This MathSE posted question is excerpted below:

$$\int \frac{x+3}{x^2+5x+2}$$

besides going with imaginary numbers how should I proceed to solve this integral?

I was trying to factorize the denominator to use partial fractions but failed.

If there are no other methods faster than the imaginary solution I would like to see the imaginary solution

I then responded with the following comment:

$$\int \frac{x+3}{x^2+5x+2} = \int \frac{(1/2)(2x+5)}{x^2+5x+2} + \frac{1/2}{(x + 2.5)^2 - \left[\sqrt{4.25}\right]^2} $$

Subsequently, one of the moderators deleted my comment, and then later explained their actions by

Yes, because it is against site policy to answer questions in the comments.

Is my comment an answer, or is it a (very incomplete) guide as to how the OP (i.e. original poster) should plan their attack of the problem? Is it plausible that my comment will provide a link to the OP's tools (i.e. previously solved problems, worked examples, theorems)?

For what it's worth, the OP subsequently asked in a comment (which has now been deleted) how I factored the denominator in the second fraction. Can one infer from the OP's subsequent question that the OP does not consider the originally posted question answered by the comment?

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    $\begingroup$ I am of the opinion that such a comment does not constitute as an answer as much as it does a simple hint. I don’t believe it is worth a deletion let alone the size of an average answer post to be recognised as such. $\endgroup$
    – KStarGamer
    Dec 2, 2023 at 21:10
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    $\begingroup$ Playing devil's advocate a tad: if the question is low-quality, why even offer a hint? $\endgroup$ Dec 2, 2023 at 22:17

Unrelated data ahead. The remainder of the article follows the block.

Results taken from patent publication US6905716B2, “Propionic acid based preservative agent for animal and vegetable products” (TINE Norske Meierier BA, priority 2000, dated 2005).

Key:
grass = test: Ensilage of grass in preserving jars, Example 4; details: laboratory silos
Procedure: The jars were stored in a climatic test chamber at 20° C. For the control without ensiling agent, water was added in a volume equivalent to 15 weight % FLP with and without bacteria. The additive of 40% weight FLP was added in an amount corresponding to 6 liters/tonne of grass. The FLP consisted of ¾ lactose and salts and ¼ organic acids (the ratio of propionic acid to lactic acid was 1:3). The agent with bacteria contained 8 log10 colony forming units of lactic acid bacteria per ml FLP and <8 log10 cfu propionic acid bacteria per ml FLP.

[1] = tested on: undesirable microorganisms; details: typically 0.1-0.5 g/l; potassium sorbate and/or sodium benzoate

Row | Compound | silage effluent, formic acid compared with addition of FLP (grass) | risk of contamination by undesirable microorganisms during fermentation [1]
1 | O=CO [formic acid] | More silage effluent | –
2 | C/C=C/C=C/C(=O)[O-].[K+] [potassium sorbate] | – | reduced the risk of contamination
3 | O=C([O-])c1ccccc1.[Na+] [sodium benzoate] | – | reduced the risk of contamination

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    $\begingroup$ @PrincessEev Usually I don't offer a hint. In this case, while the question was of low quality with respect to MathSE protocol, the posted question clearly indicated some attempt to solve the problem. Further, I surmised that the OP might well have been given an assortment of tools, and simply chose the wrong tool to explore. My comment hint was intended to guide the OP towards the tool that I suspected that the problem composer had intended. $\endgroup$ Dec 2, 2023 at 22:20
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    $\begingroup$ I'm not sure how to balance your judgement that "the question was of low quality with respect to MathSE protocol" with the importance you seem to attach to your original comment and to the OP's request for clarification "how I factored the denominator in the second fraction." MathSE does not require that Questions are posed at a certain level (here perhaps a high school or freshman calculus course), and we don't demand that such Questions be posed perfectly. Indeed pointing out errors in the problem statement can be included in an Answer that solves under a reasonable interpretation. $\endgroup$
    – hardmath
    Dec 3, 2023 at 1:48
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    $\begingroup$ @hardmath At the time of my comment, the posted question was nothing more than a PSQ, and a vague reference to imaginary numbers, as excerpted in the posted math-meta question. To me, this implies that I am not allowed to answer the question. The deletion of my comment was originally justified by indicating that you can't provide answers in the comments. It seemed obvious to me that the OP had simply looked at the wrong tool, so my comment showed him the right tool, but still left him significant thinking+work to do. ...see next comment $\endgroup$ Dec 3, 2023 at 2:15